Every month (or so) millions of women from puberty up until menopause experience their menstrual cycle. Just like each woman is different and unique, so is their period. Some last for a few days, while others span over a week. Some periods cause shooting pain into the abdomen, coupled with cramps, while others stroll blissfully through their cycle without so much as a bloated belly. But more noticeably, some women have light, medium, or heavy bleeding each month — what does it mean?

For starters, the blood is a result of a clockwork system. Every month, the woman’s body prepares itself for pregnancy by creating a thick lining inside the uterus. If no pregnancy occurs, menstrual blood leaves the uterus and releases from the body through the vagina. Menstrual blood is a blend of blood, tissue from the uterine lining, and remnants of the eggs that weren’t fertilized that month. Learn about what happens when you have a heavier flow than your friends or family; you may be surprised by what it means for your health.

1. You don’t have fewer eggs than the average person.

A woman will experience 500 menstrual cycles during her lifetime, between 21 to 35 days, and which last between 2 and 6 days long.  Hormones play a huge part in that. By the time a woman hits puberty she has about 300,000 eggs and loses about 1,000 each month regardless of how much blood is lost during that cycle. So don’t worry, you probably aren’t going to have any fewer eggs than your lucky friend with the light period.To find out what your menstrual cycle can tell you about your fertility, read here.

2. It may be a simple, fairly treatable hormone imbalance.

The hormone estrogen builds up the lining of the uterus. The hormone progesterone is responsible for stabilizing the lining. When progesterone decreases it signals the uterus to shed the lining, which starts our cycle. However, if progesterone levels don’t drop as they should, the lining will continue to build up until it becomes too thick and unstable, which leads to a heavy bleeding.

Changes in hormone levels, the approach of menopause, and certain birth control pills can trigger abnormal bleeding. Just a slight tilt in the balancing act between estrogen and progesterone can throw your cycle off, which is why there’s no need to panic. Just get it checked out by a doctor and be sure to go prepared with a list of menstrual cycle dates you tracked.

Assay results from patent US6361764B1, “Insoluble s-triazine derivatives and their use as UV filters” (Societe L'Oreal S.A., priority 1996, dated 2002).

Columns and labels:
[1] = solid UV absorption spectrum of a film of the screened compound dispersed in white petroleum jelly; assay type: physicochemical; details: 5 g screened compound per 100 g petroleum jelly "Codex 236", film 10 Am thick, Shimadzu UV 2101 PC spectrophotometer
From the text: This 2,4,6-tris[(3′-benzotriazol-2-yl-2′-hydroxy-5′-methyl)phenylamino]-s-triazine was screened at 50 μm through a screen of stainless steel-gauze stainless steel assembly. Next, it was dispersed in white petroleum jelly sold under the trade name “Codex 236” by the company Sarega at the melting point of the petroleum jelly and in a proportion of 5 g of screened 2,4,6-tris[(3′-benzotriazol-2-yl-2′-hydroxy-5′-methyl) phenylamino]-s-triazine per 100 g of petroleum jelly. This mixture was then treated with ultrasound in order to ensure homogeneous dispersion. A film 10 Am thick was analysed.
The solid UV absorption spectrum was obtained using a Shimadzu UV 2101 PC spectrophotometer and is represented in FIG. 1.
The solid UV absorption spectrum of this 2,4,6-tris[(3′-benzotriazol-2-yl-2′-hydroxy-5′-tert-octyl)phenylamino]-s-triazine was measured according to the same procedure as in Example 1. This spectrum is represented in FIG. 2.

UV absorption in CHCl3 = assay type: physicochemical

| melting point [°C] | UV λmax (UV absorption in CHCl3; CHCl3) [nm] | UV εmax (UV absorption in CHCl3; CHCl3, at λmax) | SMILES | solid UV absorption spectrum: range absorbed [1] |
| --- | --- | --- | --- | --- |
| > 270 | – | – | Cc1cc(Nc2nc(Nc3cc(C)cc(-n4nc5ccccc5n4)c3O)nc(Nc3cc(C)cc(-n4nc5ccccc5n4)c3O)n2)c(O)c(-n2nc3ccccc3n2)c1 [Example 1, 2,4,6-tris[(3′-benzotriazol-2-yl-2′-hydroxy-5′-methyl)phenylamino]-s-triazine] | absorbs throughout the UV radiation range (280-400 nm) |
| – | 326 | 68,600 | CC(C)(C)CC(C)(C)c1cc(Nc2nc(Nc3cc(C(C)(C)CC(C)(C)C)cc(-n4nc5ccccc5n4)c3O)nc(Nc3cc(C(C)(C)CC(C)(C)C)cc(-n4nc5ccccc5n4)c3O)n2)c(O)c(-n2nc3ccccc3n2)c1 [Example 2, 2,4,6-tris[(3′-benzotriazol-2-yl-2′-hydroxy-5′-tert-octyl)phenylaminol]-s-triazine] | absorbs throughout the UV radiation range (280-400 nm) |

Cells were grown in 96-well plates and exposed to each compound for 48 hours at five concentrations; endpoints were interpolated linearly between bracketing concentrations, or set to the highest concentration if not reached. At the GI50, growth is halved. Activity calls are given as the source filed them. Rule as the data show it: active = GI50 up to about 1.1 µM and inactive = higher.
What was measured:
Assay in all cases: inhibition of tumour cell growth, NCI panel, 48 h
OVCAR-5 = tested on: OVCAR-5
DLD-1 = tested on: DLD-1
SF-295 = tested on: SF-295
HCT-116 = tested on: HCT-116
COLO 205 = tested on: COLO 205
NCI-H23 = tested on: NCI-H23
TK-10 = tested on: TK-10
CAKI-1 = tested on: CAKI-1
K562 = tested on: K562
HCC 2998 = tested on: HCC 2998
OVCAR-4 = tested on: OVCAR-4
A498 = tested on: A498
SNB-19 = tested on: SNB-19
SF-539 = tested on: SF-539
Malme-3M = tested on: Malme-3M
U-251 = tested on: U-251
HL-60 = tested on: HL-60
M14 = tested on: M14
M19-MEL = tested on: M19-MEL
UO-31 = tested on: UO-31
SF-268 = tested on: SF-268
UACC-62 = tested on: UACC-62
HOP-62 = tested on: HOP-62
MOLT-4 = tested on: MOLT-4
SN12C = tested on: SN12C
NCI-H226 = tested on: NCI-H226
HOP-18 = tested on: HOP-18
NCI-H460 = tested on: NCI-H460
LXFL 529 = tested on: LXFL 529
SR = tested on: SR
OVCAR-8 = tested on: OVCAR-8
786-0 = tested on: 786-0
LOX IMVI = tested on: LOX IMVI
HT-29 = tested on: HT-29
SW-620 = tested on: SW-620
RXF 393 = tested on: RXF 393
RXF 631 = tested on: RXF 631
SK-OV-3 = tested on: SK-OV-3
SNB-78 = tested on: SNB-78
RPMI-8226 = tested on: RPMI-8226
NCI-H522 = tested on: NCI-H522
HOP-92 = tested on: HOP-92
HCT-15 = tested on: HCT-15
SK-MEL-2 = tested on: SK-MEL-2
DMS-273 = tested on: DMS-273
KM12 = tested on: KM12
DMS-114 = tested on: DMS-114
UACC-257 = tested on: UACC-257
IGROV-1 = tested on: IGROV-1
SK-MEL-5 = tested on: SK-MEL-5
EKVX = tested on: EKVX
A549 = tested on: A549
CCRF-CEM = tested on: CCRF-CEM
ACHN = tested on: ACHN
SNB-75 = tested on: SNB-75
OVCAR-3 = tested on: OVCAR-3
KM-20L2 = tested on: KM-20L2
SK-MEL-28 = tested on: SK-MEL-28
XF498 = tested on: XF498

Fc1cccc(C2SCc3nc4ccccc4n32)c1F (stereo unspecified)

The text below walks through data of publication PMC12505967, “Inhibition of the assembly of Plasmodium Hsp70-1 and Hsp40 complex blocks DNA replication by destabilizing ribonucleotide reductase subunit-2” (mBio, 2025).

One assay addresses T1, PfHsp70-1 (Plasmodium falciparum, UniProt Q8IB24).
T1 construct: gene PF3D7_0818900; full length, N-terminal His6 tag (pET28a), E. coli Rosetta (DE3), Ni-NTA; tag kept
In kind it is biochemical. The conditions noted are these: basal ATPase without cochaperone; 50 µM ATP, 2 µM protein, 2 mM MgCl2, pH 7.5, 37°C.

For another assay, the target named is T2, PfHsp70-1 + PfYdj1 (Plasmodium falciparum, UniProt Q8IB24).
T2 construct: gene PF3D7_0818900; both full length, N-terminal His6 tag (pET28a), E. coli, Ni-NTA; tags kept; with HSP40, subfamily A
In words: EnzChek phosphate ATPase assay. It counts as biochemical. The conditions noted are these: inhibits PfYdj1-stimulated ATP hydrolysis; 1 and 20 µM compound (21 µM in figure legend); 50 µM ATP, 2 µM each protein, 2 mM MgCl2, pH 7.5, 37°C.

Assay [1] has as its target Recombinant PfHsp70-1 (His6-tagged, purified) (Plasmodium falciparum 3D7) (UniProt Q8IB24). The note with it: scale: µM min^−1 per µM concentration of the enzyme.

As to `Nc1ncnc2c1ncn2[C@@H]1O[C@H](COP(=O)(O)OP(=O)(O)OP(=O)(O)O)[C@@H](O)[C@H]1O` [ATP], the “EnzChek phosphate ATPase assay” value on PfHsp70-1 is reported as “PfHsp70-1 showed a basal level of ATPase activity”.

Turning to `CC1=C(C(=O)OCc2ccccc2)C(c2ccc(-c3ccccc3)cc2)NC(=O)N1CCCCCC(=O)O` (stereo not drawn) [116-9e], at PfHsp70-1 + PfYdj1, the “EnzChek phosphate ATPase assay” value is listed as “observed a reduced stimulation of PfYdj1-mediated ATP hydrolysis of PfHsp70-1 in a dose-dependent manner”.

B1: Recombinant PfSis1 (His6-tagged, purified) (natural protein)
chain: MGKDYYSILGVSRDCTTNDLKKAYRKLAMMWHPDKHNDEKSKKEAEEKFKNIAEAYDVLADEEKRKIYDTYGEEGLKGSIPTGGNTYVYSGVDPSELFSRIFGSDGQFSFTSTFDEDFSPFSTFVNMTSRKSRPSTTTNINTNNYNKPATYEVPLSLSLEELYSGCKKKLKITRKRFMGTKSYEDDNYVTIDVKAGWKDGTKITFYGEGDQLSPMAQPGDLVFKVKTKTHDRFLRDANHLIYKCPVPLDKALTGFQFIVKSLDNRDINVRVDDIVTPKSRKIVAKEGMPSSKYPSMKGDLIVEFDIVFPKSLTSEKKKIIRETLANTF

3. You’re not losing as much blood as you think.

While it is not uncommon to soak through a pad or tampon, some bleeding can be abnormally heavy or long-lasting. In most cases, you just need to keep track of the days your period is usually the heaviest and use it as a predictor of when to switch to a more absorbent or super pad or tampon.

The average woman loses around 2 to 3 tablespoons during the entire period cycle. For those with heavier periods, women experience soaked-through tampons or pads every few hours or so, forcing them to wake up in the middle of the night to change their sanitary napkins. It’s only worrisome if this occurs for more than seven days; in that case, you should visit to your doctor or Ob/Gyn.

4. Untreated heavy bleeding can lead to anemia.

Menstrual bleeding that’s heavy and lasts more than seven days should be checked out by a doctor because it can lead to an iron deficiency known as anemia. Even mild anemia can cause weakness and fatigue, and in serious cases shortness of breath, rapid heart rate, lightheadedness, and headaches. Iron supplements should help bring oxygen levels in the blood levels to normal.

According to the Centers for Disease Control and Prevention, anemia symptoms or heavy bleeding can be signs of menorrhagia. Menorrhagia, which is an abnormally heavy menstrual cycle, is typically caused by a hormonal imbalance in the body. Those who are at the greatest risk for menorrhagia are adolescent girls who recently started their menstrual cycles and women approaching menopause.